In the UK, more than 1 in 5 workers earn less than a living wage. The hospitality sector is particularly affected where it has been claimed two thirds of workers earn less than the living wage. The UK Government is set to introduce (April 2016) a national living wage (NLW) which is therefore likely to have a significant impact on the hospitality sector. To date limited data exists that focus on how hotels are tackling the issue, what stakeholder perceptions are towards the change in legislation, and how the NLW may affect working patterns in the sector. This study draws on interviews with a range of key stakeholders such as hotel HR and general managers as well as industry representatives to explore these issues within the broader context of responsible tourism. Data collection is still ongoing and is scheduled to be completed by the end of June 2016.

Keywords: hospitality, living wage, responsible tourism, tourism employment

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75 Entrepreneurial Passion: A Literature Review and Framework

Authors: Erica Engel, Andreas Bausch

Abstract:

The construct of passion, which for decades has spurred people to rise above themselves and achieve top performance, has become an increasingly important realm in entrepreneurial literature. In particular, the development process, which represents a great interplay of personality traits and cognitive processes, and the influence of passion in entrepreneurial processes, is receiving more and more scholarly intention. A wide range of different research foci exploring the creation and influence of passion within entrepreneurial processes has yielded a variety of scientific findings. By providing an integrative framework, this study aims to review the different research results systematically, to contribute not only to the understanding of entrepreneurial passion but also to the theoretical body of knowledge in entrepreneurial research. In addition, the authors identify personal-related and work-related boundary conditions, which influence both the occurrence of entrepreneurial passion and its impact.

Keywords: entrepreneur, entrepreneurial passion, framework of entrepreneurial passion, passion, passion in an entrepreneurial context

Procedia PDF Downloads 118
74 Size-Reduction Strategies for Iris Codes

Authors: Jutta Hämmerle-Uhl, Georg Penn, Gerhard Pötzelsberger, Andreas Uhl

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Iris codes contain bits with different entropy. This work investigates different strategies to reduce the size of iris code templates with the aim of reducing storage requirements and computational demand in the matching process. Besides simple sub-sampling schemes, also a binary multi-resolution representation as used in the JBIG hierarchical coding mode is assessed. We find that iris code template size can be reduced significantly while maintaining recognition accuracy. Besides, we propose a two stage identification approach, using small-sized iris code templates in a pre-selection satge, and full resolution templates for final identification, which shows promising recognition behaviour.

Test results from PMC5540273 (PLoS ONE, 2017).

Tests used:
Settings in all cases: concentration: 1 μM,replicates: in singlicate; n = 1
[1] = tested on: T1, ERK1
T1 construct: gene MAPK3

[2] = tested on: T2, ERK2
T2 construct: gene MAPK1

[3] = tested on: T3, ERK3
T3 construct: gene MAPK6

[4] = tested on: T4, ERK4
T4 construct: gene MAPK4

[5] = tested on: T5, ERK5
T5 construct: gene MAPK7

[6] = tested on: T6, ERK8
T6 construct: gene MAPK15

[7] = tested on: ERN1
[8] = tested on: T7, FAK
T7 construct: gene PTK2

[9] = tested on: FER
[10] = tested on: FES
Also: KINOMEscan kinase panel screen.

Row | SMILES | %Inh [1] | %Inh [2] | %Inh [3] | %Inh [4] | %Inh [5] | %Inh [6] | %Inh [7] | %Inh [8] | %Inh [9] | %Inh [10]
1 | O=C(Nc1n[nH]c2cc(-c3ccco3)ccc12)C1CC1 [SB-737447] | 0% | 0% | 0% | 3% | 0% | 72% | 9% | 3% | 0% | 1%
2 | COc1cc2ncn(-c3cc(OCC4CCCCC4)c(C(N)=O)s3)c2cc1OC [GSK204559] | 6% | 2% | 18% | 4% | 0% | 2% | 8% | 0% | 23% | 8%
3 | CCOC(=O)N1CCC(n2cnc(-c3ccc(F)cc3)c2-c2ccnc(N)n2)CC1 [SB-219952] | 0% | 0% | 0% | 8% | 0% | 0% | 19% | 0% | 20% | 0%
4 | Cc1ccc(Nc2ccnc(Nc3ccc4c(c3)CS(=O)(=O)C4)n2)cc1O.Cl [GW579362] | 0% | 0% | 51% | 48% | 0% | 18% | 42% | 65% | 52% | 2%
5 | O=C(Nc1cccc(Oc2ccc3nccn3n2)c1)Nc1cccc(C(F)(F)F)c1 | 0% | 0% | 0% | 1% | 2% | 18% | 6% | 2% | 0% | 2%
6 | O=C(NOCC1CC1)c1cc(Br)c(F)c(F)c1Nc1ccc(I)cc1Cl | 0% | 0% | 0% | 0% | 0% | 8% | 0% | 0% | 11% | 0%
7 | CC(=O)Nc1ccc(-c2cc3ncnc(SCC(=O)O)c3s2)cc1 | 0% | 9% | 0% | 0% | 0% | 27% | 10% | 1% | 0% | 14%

Keywords: iris recognition, compact iris code, fast matching, best bits, pre-selection identification, two-stage identification

Procedia PDF Downloads 368
73 Transformable Lightweight Structures for Short-term Stay

Authors: Anna Daskalaki, Andreas Ashikalis

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This is a conceptual project that suggests an alternative type of summer camp in the forest of Rouvas in the island of Crete. Taking into account some feasts that are organised by the locals or mountaineering clubs near the church of St. John, we created a network of lightweight timber structures that serve the needs of the visitor. These structures are transformable and satisfy the need for rest, food, and sleep – this means a seat, a table and a tent are embodied in each structure. These structures blend in with the environment as they are being installed according to the following parameters: (a) the local relief, (b) the clusters of trees, and (c) the existing paths. Each timber structure could be considered as a module that could be totally independent or part of a bigger construction. The design showcases the advantages of a timber structure as it can be quite adaptive to the needs of the project, but also it is a sustainable and environmentally friendly material that can be recycled. Finally, it is important to note that the basic goal of this project is the minimum alteration of the natural environment.